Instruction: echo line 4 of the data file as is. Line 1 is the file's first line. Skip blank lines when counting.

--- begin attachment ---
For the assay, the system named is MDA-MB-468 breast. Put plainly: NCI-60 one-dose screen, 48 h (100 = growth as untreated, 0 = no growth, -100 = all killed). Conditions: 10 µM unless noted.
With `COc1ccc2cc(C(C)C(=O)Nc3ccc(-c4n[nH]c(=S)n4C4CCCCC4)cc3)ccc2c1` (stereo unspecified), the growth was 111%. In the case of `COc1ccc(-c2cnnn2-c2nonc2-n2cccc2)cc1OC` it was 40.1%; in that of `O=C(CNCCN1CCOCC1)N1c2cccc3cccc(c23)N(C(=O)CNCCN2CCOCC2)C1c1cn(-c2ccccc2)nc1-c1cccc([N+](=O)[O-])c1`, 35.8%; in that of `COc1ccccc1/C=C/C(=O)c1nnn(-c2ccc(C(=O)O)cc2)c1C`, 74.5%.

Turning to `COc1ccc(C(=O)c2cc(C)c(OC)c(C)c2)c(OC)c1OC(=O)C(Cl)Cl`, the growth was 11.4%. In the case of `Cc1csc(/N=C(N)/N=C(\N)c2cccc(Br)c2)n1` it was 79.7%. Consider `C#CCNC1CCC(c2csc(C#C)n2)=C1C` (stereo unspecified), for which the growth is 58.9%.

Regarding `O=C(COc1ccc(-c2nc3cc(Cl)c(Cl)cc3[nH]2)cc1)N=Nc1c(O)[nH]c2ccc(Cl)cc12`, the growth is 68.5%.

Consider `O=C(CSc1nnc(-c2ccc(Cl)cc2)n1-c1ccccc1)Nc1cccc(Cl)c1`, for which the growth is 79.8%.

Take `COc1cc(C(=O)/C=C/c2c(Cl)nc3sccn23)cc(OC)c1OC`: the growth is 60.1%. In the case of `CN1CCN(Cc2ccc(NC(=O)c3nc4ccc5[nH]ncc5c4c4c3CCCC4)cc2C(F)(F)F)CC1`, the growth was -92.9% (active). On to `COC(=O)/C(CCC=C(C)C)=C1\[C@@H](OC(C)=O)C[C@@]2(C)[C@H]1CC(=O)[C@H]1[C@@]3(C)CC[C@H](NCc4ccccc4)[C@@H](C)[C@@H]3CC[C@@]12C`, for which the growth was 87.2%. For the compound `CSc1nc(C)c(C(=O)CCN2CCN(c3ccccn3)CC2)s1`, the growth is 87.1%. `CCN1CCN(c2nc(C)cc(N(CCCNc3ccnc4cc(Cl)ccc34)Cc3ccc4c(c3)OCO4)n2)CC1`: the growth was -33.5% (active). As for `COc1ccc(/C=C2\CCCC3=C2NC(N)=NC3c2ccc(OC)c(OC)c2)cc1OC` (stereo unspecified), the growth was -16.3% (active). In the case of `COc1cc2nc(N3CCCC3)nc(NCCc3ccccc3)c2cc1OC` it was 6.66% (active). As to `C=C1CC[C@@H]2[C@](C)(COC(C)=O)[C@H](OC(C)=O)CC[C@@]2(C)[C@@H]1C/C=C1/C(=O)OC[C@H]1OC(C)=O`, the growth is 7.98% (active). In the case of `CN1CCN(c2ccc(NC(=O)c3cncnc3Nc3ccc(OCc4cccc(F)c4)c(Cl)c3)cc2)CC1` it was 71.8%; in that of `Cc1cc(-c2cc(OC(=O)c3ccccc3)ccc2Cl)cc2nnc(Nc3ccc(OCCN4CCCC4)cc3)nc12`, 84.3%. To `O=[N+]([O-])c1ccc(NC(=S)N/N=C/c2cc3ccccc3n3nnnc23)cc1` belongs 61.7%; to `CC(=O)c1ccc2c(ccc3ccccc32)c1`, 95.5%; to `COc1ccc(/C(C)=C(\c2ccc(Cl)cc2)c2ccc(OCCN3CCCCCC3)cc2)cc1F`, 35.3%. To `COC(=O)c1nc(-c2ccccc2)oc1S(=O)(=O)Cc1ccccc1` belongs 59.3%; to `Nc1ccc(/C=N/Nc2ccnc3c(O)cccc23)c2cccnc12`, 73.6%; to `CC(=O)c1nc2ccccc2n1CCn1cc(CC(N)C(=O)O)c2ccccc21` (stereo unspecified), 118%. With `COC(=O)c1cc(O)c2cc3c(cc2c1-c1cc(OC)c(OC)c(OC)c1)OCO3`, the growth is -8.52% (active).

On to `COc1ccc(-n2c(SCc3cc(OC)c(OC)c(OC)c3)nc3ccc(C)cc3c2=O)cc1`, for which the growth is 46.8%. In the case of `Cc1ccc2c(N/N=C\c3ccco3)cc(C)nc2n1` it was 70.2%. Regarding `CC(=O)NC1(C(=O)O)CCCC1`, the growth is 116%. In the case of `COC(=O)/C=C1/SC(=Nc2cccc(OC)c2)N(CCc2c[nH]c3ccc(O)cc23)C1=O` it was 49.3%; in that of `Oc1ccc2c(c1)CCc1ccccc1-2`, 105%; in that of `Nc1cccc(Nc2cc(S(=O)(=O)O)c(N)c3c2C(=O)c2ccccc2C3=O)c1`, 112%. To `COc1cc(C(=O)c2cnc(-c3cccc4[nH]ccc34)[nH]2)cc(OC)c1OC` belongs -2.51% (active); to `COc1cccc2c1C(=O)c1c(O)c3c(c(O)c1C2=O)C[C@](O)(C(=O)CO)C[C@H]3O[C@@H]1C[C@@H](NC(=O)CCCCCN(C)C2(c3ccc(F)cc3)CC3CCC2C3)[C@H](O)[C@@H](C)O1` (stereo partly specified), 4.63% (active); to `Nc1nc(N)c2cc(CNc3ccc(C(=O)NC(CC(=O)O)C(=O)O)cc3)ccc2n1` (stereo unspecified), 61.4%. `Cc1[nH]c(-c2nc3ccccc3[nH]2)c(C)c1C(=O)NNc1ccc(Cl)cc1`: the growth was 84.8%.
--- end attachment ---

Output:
Regarding `O=C(COc1ccc(-c2nc3cc(Cl)c(Cl)cc3[nH]2)cc1)N=Nc1c(O)[nH]c2ccc(Cl)cc12`, the growth is 68.5%.